But today, we’re going with genius physicist.
Go with me here.
Trailers and teasers for the Deadpool movie have included a scene with ‘Pool drawing a picture while sitting on an overpass to Salt ‘n Peppa’s “Shoop.” As the scene unfolds, we see that Deadpool has been waiting for something – once he sees a car headed his way, he stands up, steps off the overpass and drops – breaking through the sunroof of an SUV filled with bad guys.
Punch and kick and kill stuff picks up from there, and the scene ends in a huge car wreck and shootout.
Here – you can watch it for yourself (by the way, if you look for it, you’ll see that the radio is playing “Shoop” – it’s on the display right before Deadpool’s head is smashed into it):
Let’s focus on how Deadpool got into the car.
(Full disclosure, I use this scene from Deadpool as the basis for a lab practical in my Physics course, and possibly as an extra credit assignment where student analyze the scene and tease out all the physics behind it, both plausible and impossible. But from the get go, I want to say, this isn’t being done to ruin anyone’s good time at Deadpool. It starts off with some strong physics and gets a little OCD until it reaches the end.)
The action-hero drop into or onto a moving vehicle is a pretty common event in action films and television shows. It’s a great stunt – both visually and metaphorically (think about what it conveys to the viewer about Deadpool). So let’s get into the science, and by science, we mean physics.
Breaking the drop down into pieces, getting Deadpool off of the overpass and into the SUV has three separate parts to worry about:
- Figuring out how long it will take the SUV to reach the overpass from the time he spots it coming toward him,
- Figuring out how long it will take him to drop from the overpass to the top of the SUV, and
- Figuring out how quickly he will have to fall to get through the sunroof before it moves out from under him, as he’s falling.
It’s all About Speed
Let’s start at the top – how long does it take the Escalade (most likely a 2014 as judged by watching the video) to get to the overpass? How could that be figured out?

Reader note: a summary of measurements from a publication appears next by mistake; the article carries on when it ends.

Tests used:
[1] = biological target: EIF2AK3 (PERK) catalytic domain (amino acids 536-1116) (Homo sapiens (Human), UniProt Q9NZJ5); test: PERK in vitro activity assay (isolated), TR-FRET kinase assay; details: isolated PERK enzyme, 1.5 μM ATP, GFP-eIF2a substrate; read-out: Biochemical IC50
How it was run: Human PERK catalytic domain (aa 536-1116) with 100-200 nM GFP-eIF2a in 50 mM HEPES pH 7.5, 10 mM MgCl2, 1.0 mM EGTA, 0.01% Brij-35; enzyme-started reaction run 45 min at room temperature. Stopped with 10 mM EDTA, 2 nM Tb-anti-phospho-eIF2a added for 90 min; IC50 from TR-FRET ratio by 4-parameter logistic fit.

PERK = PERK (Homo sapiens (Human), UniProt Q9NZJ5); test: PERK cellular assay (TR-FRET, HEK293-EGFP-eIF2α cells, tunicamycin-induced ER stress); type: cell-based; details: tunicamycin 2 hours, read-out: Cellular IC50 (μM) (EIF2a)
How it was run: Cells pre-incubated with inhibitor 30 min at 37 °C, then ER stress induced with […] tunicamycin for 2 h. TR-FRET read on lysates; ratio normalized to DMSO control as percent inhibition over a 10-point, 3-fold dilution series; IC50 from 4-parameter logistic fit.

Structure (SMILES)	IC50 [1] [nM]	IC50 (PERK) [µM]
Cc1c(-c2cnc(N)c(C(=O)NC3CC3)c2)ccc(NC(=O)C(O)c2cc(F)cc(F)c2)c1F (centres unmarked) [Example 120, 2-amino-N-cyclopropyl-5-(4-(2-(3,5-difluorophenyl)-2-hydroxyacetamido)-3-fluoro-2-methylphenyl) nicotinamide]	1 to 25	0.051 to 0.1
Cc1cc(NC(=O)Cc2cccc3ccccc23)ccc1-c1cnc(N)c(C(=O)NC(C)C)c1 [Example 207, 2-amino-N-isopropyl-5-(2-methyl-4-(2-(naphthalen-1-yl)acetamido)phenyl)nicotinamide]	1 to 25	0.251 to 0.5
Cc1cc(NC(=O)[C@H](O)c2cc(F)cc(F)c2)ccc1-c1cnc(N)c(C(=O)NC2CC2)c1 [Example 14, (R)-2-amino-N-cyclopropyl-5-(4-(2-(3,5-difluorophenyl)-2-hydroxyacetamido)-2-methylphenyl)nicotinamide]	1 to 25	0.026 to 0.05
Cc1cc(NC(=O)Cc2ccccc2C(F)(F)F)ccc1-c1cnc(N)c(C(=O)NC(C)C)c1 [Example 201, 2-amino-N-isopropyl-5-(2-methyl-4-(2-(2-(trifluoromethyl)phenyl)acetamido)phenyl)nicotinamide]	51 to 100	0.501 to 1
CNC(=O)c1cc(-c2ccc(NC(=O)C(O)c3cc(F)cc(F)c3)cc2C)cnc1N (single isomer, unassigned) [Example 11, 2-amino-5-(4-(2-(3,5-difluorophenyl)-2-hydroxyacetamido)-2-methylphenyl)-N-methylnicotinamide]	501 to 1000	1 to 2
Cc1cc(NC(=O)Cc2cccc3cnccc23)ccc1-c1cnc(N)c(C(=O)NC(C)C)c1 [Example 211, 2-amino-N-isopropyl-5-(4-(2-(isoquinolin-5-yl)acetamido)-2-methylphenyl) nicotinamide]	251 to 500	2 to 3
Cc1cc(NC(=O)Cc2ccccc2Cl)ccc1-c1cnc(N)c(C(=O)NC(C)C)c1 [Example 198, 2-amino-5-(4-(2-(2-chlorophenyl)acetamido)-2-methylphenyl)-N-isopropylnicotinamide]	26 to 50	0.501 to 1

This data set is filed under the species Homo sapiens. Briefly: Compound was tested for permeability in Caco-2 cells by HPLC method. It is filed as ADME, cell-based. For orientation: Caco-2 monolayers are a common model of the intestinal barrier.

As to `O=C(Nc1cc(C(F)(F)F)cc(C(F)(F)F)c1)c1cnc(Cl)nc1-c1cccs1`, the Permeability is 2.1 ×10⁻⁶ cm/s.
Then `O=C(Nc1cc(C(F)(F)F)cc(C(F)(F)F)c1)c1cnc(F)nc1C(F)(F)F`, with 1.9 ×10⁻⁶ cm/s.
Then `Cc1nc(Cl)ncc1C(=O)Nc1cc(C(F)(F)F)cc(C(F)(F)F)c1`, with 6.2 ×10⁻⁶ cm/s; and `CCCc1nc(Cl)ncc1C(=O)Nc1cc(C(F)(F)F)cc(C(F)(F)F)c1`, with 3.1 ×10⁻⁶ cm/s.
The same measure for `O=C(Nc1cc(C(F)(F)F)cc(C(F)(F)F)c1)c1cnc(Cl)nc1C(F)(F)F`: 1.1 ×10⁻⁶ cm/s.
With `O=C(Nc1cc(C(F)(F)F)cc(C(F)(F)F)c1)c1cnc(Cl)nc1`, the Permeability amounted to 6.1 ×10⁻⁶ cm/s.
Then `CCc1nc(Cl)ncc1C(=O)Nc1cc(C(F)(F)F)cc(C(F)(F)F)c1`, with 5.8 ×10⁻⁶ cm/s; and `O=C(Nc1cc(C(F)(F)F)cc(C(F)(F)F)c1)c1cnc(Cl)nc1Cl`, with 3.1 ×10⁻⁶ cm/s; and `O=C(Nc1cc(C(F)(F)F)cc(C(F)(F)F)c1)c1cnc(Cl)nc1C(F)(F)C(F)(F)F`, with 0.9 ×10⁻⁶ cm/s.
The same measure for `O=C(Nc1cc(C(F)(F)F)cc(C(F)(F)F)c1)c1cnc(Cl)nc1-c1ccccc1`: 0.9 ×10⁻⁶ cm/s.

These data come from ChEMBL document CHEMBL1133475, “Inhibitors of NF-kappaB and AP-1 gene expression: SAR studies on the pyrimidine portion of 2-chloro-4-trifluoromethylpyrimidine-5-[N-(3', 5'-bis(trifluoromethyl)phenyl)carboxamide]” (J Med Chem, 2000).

Easily. All we need to know is the distance between the point directly under Deadpool (where he would hit the ground if he were to drop) and the point on the Escalade where he wants to hit, that is, the sunroof and the speed at which the Escalade is moving.
The 2014 Escalade is 203 inches long –which converts to 5.2 meters. The front of the sunroof (measured from the trailer – the sunroof in the trailer looks to be a after-dealer add-on, as it’s not quite where the Cadillac brochure says it should be) looks to be about 4.2m from the front of the car.
How far away is the Escalade when Deadpool spots it? I’m going to go with 14 car (Escalade) lengths, which is about 77.7 meters (231 feet). Why that far, especially when the distance isn’t shown in the trailer? I cheated. I’ll explain later.
I’m going to have to play fast a loose with the Escalade’s speed too (again, I’ll explain later), but it’s a highway outside a city, and the rest of the traffic looks to be moving fairly quickly, so I feel good with an estimate of 60 miles per hour (26.8 meters/second). Not too fast, and not too slow. Your mileage (literal and figurative) may vary.
So how do we figure out how long it will take the Escalade to get to the point underneath Deadpool? It’s all in the speed formula. Speed is a measure of distance divided by time, but you knew that. If anyone asks how fast your drove to get somewhere, you answer with a distance divided by time, for example, 55 miles (a distance) per (divided by) hour (a time).
Thanks to the beauty of algebra, we can rearrange the speed formula and solve for time:
time = distance/speed
Plug in our numbers:
time = 77.7 meters/26.8 meters/second
time = 2.9 seconds
So – from the time Deadpool looks up and spots the Escalade (his eyes narrow), he’s got exactly 2.9 seconds until it is directly underneath him. He’s got to hustle.
Dropping In For a Visit
The second part of our Deadpool problem is all in the timing. Step off the overpass too early and he’s in front of the Escalade as it’s barreling down the highway – or bouncing off the hood. Step off too late, and he’s bouncing off the roof. He’s got to time this perfectly.
Luckily, as I keep saying, Deadpool = physics genius.